Thursday, January 19, 2012

Governor Moonbeam boards the train to nowhere


Hard to believe Governor Brown really thinks that high-speed rail is a sensible project for California. In a speech that also calls for budget cuts and tax hikes, the governor provides no substantive argument for a project that has never been based on realistic numbers, whether on construction costs, ridership, or where to get the money to even get it built.

As an example, let's look at just the ridership numbers. From pages 21-23 in The Financial Risks of California's Proposed High-Speed Rail Project, September 2011:

In 2008 the California High Speed Rail Authority (CHSRA) asserted there would be over 90 Million riders annually on the LA to SF route. Their 2009 forecast reduced it to 39 Million riders in 2030, while increasing the fares...Even the lower 2009 CHSRA projection was accused of inflating some stations’ boardings, artificially increasing revenues, justifying specific routes and therefore financial credibility...In July 2011, Amtrak’s Vice-President for High Speed Rail opined that an enhanced Acela service would attract 18 Million passengers on the NE Corridor when it opened. This official claimed the market catchment area for the enhanced Acela is presently 50 Million, less than ten percent more than the 46.4 Million the Census Bureau forecasts for California in 2030. Acela has the NE Corridor’s very good links to urban transit, its higher population density and its 150-year history of train travel. How does the CHSRA expect to capture more than twice the ridership in just the Phase One Corridor between LA and SF that Acela expects to have with roughly the same market catchment area?

The Draft 2012 HSR Business Plan projects 43 million passengers by 2030, even though, as pointed out above, Amtrak's Acela train, the closest thing the US has to a high-speed rail line, in the most densely-populated part of the country, expects only 18 million passengers. If the projected ridership numbers for the California system are bogus, none of the assumptions about future costs and profits are valid.

After the jump, below the rest of the story on Brown's speech, is a story on tuition at UC:

UC receives slightly more than $2 billion from the state's General Fund, about $1 billion less than it had been getting in recent years. Lawmakers cut $750 million from UC's budget this fiscal year alone. As a result, the world-class public university system considers itself in a financial crisis: Course sections have been eliminated, maintenance drastically cut back, and staff laid off. UC is also providing millions of dollars in raises this year, which the regents have said are needed to maintain the quality of the university. Today, as the regents conclude their two-day meeting, they expect to focus almost entirely on developing revenue sources beyond the state, and beyond tuition.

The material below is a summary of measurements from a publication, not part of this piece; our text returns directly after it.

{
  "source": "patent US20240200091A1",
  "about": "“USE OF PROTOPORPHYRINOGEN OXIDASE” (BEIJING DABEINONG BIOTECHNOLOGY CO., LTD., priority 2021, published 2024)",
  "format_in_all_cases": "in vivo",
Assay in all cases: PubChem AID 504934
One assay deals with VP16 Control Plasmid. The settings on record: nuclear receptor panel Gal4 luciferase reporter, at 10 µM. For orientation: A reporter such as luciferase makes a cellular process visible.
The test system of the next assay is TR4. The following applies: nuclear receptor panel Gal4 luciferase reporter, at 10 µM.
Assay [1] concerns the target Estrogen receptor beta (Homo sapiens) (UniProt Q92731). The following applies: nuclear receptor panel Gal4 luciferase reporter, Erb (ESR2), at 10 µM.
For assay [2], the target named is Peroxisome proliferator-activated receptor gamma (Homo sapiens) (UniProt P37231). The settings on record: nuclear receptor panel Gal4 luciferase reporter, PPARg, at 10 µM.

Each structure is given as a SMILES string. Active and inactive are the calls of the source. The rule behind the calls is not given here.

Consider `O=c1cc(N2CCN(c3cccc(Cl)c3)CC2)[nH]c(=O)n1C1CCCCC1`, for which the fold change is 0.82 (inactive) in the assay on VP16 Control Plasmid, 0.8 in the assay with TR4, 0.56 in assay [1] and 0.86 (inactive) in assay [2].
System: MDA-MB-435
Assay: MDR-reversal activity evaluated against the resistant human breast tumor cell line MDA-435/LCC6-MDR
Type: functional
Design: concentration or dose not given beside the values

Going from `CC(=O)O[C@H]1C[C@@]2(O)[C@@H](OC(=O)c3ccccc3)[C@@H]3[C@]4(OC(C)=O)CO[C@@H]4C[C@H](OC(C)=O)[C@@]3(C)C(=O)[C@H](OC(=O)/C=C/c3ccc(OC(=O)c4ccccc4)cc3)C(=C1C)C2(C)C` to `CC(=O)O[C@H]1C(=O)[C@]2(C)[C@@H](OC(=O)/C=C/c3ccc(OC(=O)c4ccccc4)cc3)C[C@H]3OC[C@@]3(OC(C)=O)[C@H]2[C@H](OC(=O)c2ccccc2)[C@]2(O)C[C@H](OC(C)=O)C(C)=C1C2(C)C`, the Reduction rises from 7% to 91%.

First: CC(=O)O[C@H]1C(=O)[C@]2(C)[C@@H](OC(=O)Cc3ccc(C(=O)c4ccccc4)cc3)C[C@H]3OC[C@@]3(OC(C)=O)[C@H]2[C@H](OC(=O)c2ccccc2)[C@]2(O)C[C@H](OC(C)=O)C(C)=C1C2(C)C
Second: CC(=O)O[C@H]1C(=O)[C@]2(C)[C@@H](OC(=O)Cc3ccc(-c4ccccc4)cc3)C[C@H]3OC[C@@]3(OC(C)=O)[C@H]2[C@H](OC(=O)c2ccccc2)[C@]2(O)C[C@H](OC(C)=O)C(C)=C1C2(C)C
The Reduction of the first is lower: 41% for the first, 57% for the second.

Appropriately enough, on the last page of the same section of today's Chronicle, there's a story on Alaska's Bridge to Nowhere, which will cost the State of Alaska a mere $150 million, not the $100 billion California's taxpayers will be looking at if Governor Brown's dream/nightmare becomes a reality.

The best site for critical analysis of the project is here.

A good site to track the day-to-say media reports on the project is here.

Of course the Bay Guardian was thrilled with the governor's speech.

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2 Comments:

At 8:34 AM, Anonymous Anonymous said...

Why don't you explain how he got this nickname? Brown gave a great speech. He dares to look beyond the pavement. He is blunt about the fact that our own choices dictate our future. Is there any form of transit that survives without subsidy? Even the two wheeling whiners demand a large chunk of the transportation budget.
I knew the figures presented for high speed rail were somewhat rediculous but I voted for it just as I would vote for BART through San Mateo to San Jose, full circle. And astronomical cost. But much better and cleaner than Cal train.

 
At 10:04 AM, Blogger Rob Anderson said...

Brown got that nickname for advocating a communications satelite for California during his first term as governor, which was a lot more plausible than this high-speed rail project.

We're not just talking about a "subdidy" to build this system; it's all taxpayers' money and no private investment capital at all. And, as it turns out, there's very little public money available, either. The feds coughed up $3.5 billion but are unlikely to give any more. The state is bankrupt, which is why the governor is putting tax hikes on the November ballot.

Yet public opinion in California has turned against this project, which puts a fatal contradiction at the heart of the governor's plan: he's asking voters to raise their taxes to pay for a project that they oppose!

 

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